Roel Vaessen, secretariat of trade body the European Coffee Federation (ECF), says that with the economic downturn still relatively a new concern, it remains too early to tell if consumers may switch to instant coffee en mass on the back of financial concerns.
Despite general resilience in demand for coffee products, the ECF suggested that in some national markets boasting an established take-away drinks culture, it had begun to observe a shift towards home brewing.
The claims come as Starbucks is expected to announce this week that it will be launching a new-patented form of coffee that can match its trademark espresso beverages in an instant format.
The coffee retailer claims that it has been working for twenty years on the new technology as part of plans to enter the $17bn instant coffee segment.
As Starbucks looks to diversify it operations, after last year announcing plans to close 600 of its US stores, Vaessen told BeverageDaily.com that there was reason to suspect that store bought coffee was baring some brunt related to the economic downturn.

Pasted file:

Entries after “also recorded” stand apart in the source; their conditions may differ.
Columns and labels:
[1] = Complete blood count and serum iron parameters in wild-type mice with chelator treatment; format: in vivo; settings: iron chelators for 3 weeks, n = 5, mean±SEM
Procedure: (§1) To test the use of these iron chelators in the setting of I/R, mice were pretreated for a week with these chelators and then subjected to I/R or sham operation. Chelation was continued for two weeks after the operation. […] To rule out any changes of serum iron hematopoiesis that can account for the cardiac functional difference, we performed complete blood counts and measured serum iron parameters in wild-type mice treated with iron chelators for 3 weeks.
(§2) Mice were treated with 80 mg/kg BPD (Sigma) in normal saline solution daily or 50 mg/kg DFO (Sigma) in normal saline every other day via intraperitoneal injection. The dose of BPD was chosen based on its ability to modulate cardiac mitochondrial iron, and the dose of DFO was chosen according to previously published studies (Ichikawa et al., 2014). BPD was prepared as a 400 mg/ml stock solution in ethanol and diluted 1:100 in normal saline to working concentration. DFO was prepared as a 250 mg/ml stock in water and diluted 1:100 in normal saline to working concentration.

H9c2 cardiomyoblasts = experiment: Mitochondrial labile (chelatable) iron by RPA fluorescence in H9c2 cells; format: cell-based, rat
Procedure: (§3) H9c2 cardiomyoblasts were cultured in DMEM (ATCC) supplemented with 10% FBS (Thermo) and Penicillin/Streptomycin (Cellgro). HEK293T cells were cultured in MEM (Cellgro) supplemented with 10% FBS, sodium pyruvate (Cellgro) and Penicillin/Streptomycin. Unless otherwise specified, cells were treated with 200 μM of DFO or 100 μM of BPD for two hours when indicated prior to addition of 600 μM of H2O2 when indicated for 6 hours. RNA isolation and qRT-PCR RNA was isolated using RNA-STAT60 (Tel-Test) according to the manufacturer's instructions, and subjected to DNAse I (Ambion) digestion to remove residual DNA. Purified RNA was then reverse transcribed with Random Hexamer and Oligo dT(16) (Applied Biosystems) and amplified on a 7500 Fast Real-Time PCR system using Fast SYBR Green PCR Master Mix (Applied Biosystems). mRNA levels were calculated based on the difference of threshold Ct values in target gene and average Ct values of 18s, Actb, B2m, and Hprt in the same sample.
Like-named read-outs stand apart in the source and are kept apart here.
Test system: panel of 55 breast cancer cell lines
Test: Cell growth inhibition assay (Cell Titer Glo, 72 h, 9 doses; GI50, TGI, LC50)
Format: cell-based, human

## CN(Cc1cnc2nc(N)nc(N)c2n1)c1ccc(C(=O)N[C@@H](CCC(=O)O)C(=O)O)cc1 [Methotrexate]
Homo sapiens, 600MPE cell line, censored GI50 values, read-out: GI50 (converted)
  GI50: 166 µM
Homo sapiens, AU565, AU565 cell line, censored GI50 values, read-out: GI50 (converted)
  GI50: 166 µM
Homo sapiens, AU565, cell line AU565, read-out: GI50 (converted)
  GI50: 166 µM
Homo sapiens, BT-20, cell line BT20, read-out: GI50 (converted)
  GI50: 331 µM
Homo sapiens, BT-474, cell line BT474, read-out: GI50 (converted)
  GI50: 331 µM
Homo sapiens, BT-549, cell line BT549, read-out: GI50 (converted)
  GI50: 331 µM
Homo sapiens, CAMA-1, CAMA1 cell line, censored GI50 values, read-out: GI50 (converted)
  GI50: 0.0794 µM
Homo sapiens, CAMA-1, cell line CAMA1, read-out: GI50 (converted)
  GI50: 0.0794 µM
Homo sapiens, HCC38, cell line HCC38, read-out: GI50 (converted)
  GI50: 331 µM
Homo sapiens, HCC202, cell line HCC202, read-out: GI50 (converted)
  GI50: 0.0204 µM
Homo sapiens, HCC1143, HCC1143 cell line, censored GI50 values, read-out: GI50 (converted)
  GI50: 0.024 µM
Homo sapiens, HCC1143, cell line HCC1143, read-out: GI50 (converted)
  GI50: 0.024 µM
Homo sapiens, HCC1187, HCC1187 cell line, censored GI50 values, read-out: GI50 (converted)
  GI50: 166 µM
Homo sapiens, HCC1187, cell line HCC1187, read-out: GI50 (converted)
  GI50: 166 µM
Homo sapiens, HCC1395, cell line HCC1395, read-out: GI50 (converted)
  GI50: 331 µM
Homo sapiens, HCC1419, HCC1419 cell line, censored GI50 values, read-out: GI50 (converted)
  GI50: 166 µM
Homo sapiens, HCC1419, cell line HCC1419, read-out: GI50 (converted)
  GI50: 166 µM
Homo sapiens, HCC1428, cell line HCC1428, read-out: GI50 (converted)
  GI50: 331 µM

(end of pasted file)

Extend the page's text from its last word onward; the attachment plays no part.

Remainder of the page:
However, he suggested that sustainable and premium forms of coffee were still an affordable luxury to global consumers.
“Premium, fair trade and organic coffee each have their dedicated audience, and price is not the determining factor in their purchases,” said Vaessen.
Responding to some consumer perceptions that instant coffee did not match the quality afforded by some other coffee products, Vaessen claimed that such opinions were based more on individual preference than fact. He added that some claims regarding quality had not taken into account advances within the market for instant forms of the bean.
“It is correct to say that instant coffee manufacturing technology has made big strides and old misconceptions need to be revised,” Vaessen said.
Despite expected resilience within the overall demand for coffee, the ECF suggested that there is growing interest among consumers for products geared towards individual preparation and convenience, whether in roasted or instant form.
The predictions are backed by recent consumer research into the coffee segment by analyst Euromonitor, which suggest that in both Eastern and western Europe, consumer demand for fresh and instant coffee will continue to rise.
According to its predictions, the analyst predicts that, excluding the foodservice industry, demand for fresh and instant coffee will increase by three and five per cent respectively on a year-on-year basis for 2009 in Eastern Europe, said the analyst.
On the same terms, Euromonitor believes that demand for fresh and instant coffee in Western Europe this year could increase by 0.07 and two per cent respectively.